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Taxation and Its Effects on Human Rights
Dominguez, Caridad
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Research involves the World Bank data on nations' taxation revenue (% of GDP) and the Fund for Peace's data on human rights abuses, economic inequality, group grievances, and state legitimacy. I also included data with and without Moody's ratings to test for the investment worth of these countries. My sample is the 110 most fragile nations and the bottom 20 most fragile nations according to the Fund for Peace. I used data from the year 2014 because it is the most recent year with sufficient data on taxation (% of GDP). My observations were 71 nations. I ran a linear regression model to test for how much does taxation (% of GDP) influence human rights abuses, and used state legitimacy, group grievances, and economic inequality to control for potential abuses of tax revenue. My research found that tax revenue as a percent of GDP has a statistically significant, negative effect on the abuses of human rights. I also ran a correlation matrix with my independent variables to make sure there was no multicollinearity, and none was found. ( en )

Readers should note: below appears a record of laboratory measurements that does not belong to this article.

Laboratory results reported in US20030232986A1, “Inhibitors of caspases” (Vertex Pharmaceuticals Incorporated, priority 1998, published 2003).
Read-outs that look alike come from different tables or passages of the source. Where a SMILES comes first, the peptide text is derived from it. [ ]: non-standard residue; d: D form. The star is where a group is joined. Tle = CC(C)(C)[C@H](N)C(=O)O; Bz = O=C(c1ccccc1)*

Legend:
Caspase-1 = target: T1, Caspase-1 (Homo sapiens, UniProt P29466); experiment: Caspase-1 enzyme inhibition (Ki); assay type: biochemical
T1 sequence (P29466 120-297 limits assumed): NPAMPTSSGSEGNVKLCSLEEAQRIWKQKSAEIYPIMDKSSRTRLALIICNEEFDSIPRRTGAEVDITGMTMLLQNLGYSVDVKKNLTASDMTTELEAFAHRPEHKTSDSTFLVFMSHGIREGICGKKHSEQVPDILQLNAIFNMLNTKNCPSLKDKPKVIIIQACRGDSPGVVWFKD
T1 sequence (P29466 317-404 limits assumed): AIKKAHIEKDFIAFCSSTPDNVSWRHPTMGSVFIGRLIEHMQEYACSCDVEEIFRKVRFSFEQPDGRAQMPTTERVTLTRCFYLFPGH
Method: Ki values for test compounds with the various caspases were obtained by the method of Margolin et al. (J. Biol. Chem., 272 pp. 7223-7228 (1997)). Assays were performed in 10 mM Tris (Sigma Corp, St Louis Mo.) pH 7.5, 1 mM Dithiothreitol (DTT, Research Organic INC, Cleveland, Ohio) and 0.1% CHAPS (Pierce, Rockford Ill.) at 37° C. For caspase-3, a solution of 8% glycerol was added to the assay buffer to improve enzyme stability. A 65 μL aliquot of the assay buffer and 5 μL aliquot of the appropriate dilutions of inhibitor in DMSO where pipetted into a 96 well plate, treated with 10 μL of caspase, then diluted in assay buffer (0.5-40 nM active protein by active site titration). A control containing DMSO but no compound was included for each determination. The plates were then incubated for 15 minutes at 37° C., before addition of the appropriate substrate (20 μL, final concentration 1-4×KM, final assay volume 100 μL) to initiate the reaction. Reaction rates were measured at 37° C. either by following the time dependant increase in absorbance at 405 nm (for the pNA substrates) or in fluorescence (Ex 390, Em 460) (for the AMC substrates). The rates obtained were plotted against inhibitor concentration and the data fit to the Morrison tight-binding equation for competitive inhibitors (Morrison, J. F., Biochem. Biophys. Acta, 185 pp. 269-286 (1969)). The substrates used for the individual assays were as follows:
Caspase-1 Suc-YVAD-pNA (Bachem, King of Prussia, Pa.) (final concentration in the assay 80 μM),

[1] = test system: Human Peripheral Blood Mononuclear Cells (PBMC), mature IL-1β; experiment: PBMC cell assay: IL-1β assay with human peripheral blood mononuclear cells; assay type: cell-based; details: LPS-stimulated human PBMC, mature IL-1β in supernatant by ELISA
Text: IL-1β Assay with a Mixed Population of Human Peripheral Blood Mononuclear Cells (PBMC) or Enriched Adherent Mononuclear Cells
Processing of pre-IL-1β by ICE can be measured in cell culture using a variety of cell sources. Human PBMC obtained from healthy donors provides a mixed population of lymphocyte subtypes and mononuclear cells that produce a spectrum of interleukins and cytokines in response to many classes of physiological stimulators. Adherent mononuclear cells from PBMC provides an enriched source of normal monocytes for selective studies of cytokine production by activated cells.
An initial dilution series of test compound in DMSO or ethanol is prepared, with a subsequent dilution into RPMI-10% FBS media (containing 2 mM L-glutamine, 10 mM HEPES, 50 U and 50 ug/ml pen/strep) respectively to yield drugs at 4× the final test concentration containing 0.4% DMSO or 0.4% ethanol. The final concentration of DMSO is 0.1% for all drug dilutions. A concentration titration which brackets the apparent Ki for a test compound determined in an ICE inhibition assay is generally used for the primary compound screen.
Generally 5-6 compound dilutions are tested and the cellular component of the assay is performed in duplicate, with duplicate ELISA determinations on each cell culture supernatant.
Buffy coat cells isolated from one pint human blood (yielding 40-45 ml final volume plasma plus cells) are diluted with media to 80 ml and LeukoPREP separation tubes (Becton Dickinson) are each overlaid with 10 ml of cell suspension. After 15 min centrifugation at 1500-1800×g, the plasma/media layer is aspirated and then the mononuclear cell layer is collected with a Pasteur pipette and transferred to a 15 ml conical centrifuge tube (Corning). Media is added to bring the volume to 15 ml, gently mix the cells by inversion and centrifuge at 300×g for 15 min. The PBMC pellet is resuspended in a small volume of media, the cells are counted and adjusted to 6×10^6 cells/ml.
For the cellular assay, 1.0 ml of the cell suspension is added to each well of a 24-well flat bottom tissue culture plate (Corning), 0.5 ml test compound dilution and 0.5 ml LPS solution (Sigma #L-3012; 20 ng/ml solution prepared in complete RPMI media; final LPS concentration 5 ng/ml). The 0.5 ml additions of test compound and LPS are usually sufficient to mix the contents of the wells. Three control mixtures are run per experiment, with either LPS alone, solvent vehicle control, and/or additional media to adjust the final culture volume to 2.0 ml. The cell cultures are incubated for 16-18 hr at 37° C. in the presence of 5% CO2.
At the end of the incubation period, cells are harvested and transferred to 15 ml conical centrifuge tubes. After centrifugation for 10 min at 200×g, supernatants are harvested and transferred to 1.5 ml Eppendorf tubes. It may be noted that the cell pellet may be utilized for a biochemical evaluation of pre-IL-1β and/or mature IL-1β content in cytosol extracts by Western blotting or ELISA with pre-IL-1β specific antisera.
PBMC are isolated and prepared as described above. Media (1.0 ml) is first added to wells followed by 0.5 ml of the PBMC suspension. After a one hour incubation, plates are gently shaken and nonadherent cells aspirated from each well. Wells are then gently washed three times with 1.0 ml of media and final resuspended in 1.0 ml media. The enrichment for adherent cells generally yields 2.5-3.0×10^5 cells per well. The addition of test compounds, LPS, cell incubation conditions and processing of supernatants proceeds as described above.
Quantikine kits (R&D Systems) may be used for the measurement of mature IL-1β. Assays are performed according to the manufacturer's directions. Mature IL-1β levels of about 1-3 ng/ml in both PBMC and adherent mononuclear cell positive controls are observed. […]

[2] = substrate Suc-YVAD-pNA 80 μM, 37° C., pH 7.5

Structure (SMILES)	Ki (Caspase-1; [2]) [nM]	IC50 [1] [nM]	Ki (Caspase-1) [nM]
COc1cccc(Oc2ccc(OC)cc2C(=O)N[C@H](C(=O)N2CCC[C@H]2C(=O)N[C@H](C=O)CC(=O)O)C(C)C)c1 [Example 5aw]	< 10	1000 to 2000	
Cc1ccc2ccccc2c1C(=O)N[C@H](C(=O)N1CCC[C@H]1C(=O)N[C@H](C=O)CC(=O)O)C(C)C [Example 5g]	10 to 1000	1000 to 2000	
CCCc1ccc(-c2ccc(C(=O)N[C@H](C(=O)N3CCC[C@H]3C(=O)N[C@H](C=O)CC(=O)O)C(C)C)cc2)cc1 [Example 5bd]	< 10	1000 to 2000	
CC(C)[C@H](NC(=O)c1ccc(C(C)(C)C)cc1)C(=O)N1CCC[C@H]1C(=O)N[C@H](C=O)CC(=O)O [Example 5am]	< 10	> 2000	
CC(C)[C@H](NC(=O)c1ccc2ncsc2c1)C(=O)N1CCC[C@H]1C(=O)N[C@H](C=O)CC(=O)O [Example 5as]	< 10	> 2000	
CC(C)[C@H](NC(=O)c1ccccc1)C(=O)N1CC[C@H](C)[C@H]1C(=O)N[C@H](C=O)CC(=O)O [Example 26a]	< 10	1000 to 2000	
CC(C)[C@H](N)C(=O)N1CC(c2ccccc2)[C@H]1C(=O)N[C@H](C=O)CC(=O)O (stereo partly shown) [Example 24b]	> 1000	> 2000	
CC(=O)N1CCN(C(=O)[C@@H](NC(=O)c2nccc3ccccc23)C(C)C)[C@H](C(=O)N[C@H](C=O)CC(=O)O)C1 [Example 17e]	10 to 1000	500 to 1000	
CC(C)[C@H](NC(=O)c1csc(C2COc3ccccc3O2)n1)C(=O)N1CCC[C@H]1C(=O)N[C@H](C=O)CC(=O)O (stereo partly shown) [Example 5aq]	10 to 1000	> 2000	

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Awarded Bachelor of Arts, magna cum laude, on May 8, 2018. Major: Economics
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College or School: College of Liberal Arts and Sciences
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Advisor: Michelle Phillips. Advisor Department or School: Economics

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University of Florida
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University of Florida
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Copyright Caridad Dominguez. Permission granted to the University of Florida to digitize, archive and distribute this item for non-profit research and educational purposes. Any reuse of this item in excess of fair use or other copyright exemptions requires permission of the copyright holder.

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